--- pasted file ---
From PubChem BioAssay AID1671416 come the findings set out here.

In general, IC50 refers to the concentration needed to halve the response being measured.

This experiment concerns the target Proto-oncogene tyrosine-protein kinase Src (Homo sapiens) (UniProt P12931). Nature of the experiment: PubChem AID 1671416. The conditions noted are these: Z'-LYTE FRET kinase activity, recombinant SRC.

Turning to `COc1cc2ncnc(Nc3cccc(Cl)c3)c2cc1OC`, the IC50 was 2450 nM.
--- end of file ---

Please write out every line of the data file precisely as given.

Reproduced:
From PubChem BioAssay AID1671416 come the findings set out here.

In general, IC50 refers to the concentration needed to halve the response being measured.

This experiment concerns the target Proto-oncogene tyrosine-protein kinase Src (Homo sapiens) (UniProt P12931). Nature of the experiment: PubChem AID 1671416. The conditions noted are these: Z'-LYTE FRET kinase activity, recombinant SRC.

Turning to `COc1cc2ncnc(Nc3cccc(Cl)c3)c2cc1OC`, the IC50 was 2450 nM.